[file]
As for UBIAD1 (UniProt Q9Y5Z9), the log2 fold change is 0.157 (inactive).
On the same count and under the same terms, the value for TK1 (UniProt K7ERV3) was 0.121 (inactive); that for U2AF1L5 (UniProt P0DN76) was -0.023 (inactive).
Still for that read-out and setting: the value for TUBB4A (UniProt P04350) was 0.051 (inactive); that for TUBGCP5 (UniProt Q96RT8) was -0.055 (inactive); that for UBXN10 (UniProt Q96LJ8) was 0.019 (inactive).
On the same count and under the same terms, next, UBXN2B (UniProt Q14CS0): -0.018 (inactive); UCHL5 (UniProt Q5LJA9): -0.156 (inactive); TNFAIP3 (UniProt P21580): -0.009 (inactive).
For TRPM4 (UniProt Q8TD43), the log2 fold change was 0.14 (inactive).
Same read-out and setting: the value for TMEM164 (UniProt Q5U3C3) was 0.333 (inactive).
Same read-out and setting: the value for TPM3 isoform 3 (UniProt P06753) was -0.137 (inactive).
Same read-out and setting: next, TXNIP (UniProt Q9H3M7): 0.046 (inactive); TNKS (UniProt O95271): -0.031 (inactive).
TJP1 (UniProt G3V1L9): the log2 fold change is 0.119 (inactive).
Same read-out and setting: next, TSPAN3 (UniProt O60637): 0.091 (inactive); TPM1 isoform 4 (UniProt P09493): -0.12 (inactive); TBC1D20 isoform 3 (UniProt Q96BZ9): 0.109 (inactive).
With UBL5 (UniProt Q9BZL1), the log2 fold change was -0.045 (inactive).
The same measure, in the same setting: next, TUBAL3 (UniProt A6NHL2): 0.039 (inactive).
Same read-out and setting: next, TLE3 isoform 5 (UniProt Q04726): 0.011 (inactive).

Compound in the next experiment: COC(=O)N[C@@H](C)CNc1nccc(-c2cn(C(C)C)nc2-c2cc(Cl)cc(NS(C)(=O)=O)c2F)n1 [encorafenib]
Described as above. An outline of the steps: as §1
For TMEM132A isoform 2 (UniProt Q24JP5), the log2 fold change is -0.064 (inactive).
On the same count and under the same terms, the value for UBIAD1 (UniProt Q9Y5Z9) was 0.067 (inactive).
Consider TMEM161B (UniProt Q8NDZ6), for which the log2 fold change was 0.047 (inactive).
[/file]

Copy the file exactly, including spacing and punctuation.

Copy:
As for UBIAD1 (UniProt Q9Y5Z9), the log2 fold change is 0.157 (inactive).
On the same count and under the same terms, the value for TK1 (UniProt K7ERV3) was 0.121 (inactive); that for U2AF1L5 (UniProt P0DN76) was -0.023 (inactive).
Still for that read-out and setting: the value for TUBB4A (UniProt P04350) was 0.051 (inactive); that for TUBGCP5 (UniProt Q96RT8) was -0.055 (inactive); that for UBXN10 (UniProt Q96LJ8) was 0.019 (inactive).
On the same count and under the same terms, next, UBXN2B (UniProt Q14CS0): -0.018 (inactive); UCHL5 (UniProt Q5LJA9): -0.156 (inactive); TNFAIP3 (UniProt P21580): -0.009 (inactive).
For TRPM4 (UniProt Q8TD43), the log2 fold change was 0.14 (inactive).
Same read-out and setting: the value for TMEM164 (UniProt Q5U3C3) was 0.333 (inactive).
Same read-out and setting: the value for TPM3 isoform 3 (UniProt P06753) was -0.137 (inactive).
Same read-out and setting: next, TXNIP (UniProt Q9H3M7): 0.046 (inactive); TNKS (UniProt O95271): -0.031 (inactive).
TJP1 (UniProt G3V1L9): the log2 fold change is 0.119 (inactive).
Same read-out and setting: next, TSPAN3 (UniProt O60637): 0.091 (inactive); TPM1 isoform 4 (UniProt P09493): -0.12 (inactive); TBC1D20 isoform 3 (UniProt Q96BZ9): 0.109 (inactive).
With UBL5 (UniProt Q9BZL1), the log2 fold change was -0.045 (inactive).
The same measure, in the same setting: next, TUBAL3 (UniProt A6NHL2): 0.039 (inactive).
Same read-out and setting: next, TLE3 isoform 5 (UniProt Q04726): 0.011 (inactive).

Compound in the next experiment: COC(=O)N[C@@H](C)CNc1nccc(-c2cn(C(C)C)nc2-c2cc(Cl)cc(NS(C)(=O)=O)c2F)n1 [encorafenib]
Described as above. An outline of the steps: as §1
For TMEM132A isoform 2 (UniProt Q24JP5), the log2 fold change is -0.064 (inactive).
On the same count and under the same terms, the value for UBIAD1 (UniProt Q9Y5Z9) was 0.067 (inactive).
Consider TMEM161B (UniProt Q8NDZ6), for which the log2 fold change was 0.047 (inactive).